Again, a constable’s salary (if free) at Windsor, is but 2s. 3d. per diem, how then can it be expected he can leave his wife and family for days together, and furnish his own rations in pursuit? It may be said, he frequently returns hungry to an empty table. If constables could be allowed some moderate supplies at the present on the capture of the men, the charges so made might be subducted from the reward, if the Government do not feel justified in renumerating their exertions from the Police fund. If approved or amended, or if in any way attended to, this inducement should not be merely published in the Gazette, but hand bills should be circulated by the police at every lonely cottage within the track of depredation; among the Government servants and stockmen in particular; the whole to be laid down in plain language clearly to shew the intent of Government. And further should be added, that the persons named are charged with Murder, Highway robberies and Burglaries, and that harbouring or succouring them with a guilty knowledge, will place such persons under the law, upon their trial as accessaries to crimes of the deepest dye.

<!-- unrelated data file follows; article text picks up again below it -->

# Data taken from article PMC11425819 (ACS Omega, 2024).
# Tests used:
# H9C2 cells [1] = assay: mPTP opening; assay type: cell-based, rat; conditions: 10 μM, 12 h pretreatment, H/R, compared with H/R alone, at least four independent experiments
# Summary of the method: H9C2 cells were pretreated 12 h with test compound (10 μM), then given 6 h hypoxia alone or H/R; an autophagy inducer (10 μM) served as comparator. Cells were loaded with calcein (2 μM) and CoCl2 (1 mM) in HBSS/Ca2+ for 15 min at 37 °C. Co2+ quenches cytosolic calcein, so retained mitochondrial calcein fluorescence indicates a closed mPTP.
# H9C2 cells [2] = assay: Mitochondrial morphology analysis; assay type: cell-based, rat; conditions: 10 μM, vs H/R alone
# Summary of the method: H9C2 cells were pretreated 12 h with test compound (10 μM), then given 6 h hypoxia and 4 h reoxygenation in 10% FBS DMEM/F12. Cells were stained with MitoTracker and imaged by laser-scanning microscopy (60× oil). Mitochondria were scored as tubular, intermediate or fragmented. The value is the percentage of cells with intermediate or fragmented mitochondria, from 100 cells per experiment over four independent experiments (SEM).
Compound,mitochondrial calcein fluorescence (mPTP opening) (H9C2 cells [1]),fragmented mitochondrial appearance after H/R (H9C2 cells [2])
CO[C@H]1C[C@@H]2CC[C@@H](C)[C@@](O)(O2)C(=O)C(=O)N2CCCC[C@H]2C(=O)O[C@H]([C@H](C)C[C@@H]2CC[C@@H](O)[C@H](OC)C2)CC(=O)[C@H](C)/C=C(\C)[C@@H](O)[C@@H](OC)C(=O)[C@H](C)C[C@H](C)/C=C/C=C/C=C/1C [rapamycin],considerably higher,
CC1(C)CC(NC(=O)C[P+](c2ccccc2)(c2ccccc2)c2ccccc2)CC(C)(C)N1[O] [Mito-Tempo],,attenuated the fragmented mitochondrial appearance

It has been truly illustrated, that there is no peace in “the wicked,” Donoghoe always taking the pre-caution to place his comrade next a log; when they recline to rest, and then to close upon his person in such a manner as to prevent secret movements, and to expose the turbid state of their minds, they do not continue two nights in one spot. They have a dreadful aversion to the horse police, and are always urgent with the stockmen, whereabout the “slip rails are,” and whether they have seen the horse police. The information received is deemed indubitable, but the excitement for their apprehension is considered insufficient under serious calculation of possible or probable consequences, not within the conception of a Sydney courtier or merchant, who fears not the assassin behind the bush, or that he will be annoyed by a visit from such blood-thirsty guests as Donoghoe, Underwood or Walmsley are said to be.

It is supposed that the Englishman (Walmsley) will ”open his mouth” when apprehended, and make disclosures against settlers and servants rather of a tangible nature; and this is Donoghoe’s opinion says an informant.

As Editors can either publish or destroy, I need only leave it to “option’s choice,” and conclude by subscribing.


your very humble servant.



Sydney Monitor (NSW : 1828 – 1838), Saturday 11 September 1830, page 4



On Monday an Inquest was convened by MAJOR SMEATHMAN, Coroner, at the Fox and Hounds, kept by Henry Ball, Castlereagh Street, on the body of John Donohoe.